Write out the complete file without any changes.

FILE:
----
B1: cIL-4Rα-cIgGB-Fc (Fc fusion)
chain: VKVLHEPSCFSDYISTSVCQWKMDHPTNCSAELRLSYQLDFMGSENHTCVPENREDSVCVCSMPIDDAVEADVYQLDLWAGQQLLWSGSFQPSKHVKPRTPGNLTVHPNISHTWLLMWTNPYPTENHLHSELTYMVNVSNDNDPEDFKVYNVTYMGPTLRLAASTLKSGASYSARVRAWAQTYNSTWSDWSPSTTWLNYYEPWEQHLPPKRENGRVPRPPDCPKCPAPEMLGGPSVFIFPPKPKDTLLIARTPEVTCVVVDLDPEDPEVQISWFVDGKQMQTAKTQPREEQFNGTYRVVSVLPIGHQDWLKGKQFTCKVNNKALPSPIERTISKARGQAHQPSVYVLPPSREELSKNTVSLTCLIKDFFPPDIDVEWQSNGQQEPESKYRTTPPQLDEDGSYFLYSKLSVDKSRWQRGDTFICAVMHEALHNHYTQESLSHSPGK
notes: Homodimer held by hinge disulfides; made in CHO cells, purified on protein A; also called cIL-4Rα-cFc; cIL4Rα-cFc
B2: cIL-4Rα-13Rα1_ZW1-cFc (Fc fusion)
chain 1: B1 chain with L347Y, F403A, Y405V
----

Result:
B1: cIL-4Rα-cIgGB-Fc (Fc fusion)
chain: VKVLHEPSCFSDYISTSVCQWKMDHPTNCSAELRLSYQLDFMGSENHTCVPENREDSVCVCSMPIDDAVEADVYQLDLWAGQQLLWSGSFQPSKHVKPRTPGNLTVHPNISHTWLLMWTNPYPTENHLHSELTYMVNVSNDNDPEDFKVYNVTYMGPTLRLAASTLKSGASYSARVRAWAQTYNSTWSDWSPSTTWLNYYEPWEQHLPPKRENGRVPRPPDCPKCPAPEMLGGPSVFIFPPKPKDTLLIARTPEVTCVVVDLDPEDPEVQISWFVDGKQMQTAKTQPREEQFNGTYRVVSVLPIGHQDWLKGKQFTCKVNNKALPSPIERTISKARGQAHQPSVYVLPPSREELSKNTVSLTCLIKDFFPPDIDVEWQSNGQQEPESKYRTTPPQLDEDGSYFLYSKLSVDKSRWQRGDTFICAVMHEALHNHYTQESLSHSPGK
notes: Homodimer held by hinge disulfides; made in CHO cells, purified on protein A; also called cIL-4Rα-cFc; cIL4Rα-cFc
B2: cIL-4Rα-13Rα1_ZW1-cFc (Fc fusion)
chain 1: B1 chain with L347Y, F403A, Y405V